Project claim puts Ruto to task
Posted Friday, June 15 2012 at 22:30
Eldoret North MP William Ruto faces yet another daunting task as he tries to defuse allegations that he is a “State House project.”
The move comes even as the crimes against humanity the International Criminal Court are likely to start after the General Election next year.
Last weekend, Lugari MP Cyrus Jirongo claimed that Mr Ruto and Deputy Prime Minister Musalia Mudavadi were beneficiaries of State House coffers.
Mr Jirongo, a long-time ally of Mr Ruto since the YK’92 outfit, said Mr Mudavadi and Mr Ruto were “government projects” in what is planned to give Deputy Prime Minister Uhuru Kenyatta an edge in the presidential race.
The remark has since generated heat across the Rift Valley political landscape, with a possible backlash from the Mr Ruto’s diehards.
Mr Farouk Kibet, a former nominated councillor, said the remarks will not water down Mr Ruto’s quest for presidency since he and URP wield strong grassroot support.
There has been widespread speculation on whether Mr Ruto was ready to back another member from the G7 Alliance.
“We are certain that Mr Ruto’s train to Statehouse is unstoppable. We even do not think otherwise,” said Mr Kibet.
Mr Kipkorir Menjo, an Eldoret politician, said the “government projects” were naked truth.
“These people are only playing a game of musical chairs. They want to remain in power and preserve it.
According to Dr Joseph Magutt, a political scientist at Kenyatta University, ICC has given Mr Ruto a lifeline in the succession battle since he will not be bogged down with the need to travel for case hearing.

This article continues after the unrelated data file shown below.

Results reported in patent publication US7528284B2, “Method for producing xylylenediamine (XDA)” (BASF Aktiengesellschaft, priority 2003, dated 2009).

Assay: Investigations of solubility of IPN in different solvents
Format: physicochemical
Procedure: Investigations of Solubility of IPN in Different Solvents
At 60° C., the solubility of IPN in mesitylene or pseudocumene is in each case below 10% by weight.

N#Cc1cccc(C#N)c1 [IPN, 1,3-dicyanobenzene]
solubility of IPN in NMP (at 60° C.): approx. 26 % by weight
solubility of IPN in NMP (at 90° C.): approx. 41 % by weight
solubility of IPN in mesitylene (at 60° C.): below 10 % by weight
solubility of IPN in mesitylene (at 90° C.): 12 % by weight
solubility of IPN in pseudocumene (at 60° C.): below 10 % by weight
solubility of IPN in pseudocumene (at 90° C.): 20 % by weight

Previously Mr Ruto’s candidacy hanged in the balance following the ICC cases leaving analysts and supporters guessing, even as he remained optimistic that his name would appear on the ballot paper.
“Similarly, this will make his presidential bid more realistic and more appealing to Kenyans hence attracting them to URP,” said Dr Magutt.
Mr Ruto has immense support in the vote-rich Rift Valley and it’s unclear whether he will stretch the strong influence all the way into the ballot box.
But Dr Lukoye Atwoli, a lecturer at Moi University School of Medicine, said the government project claim was two-dimensional.
“Those complaining may have either realized that they are likely to miss a place in the arrangement or they are seeking to reduce their colleagues’ chances and gain mileage. The ruling elite may have decided on who to succeed President Kibaki and that’s entirely possible and we cannot rule it out,” said Dr Atwoli.
About Mr Ruto’s presidential bid he added: “For it is the first time, it’s not easy for him to consolidate the diverse Rift Valley vote into one basket or even use them a bargaining chip”.
Dr Atwoli said that tribal tags and ethnic angles are likely to have little impact in the forthcoming polls, and cannot rule out a possibility of Mr Ruto and Mr Odinga joining forces.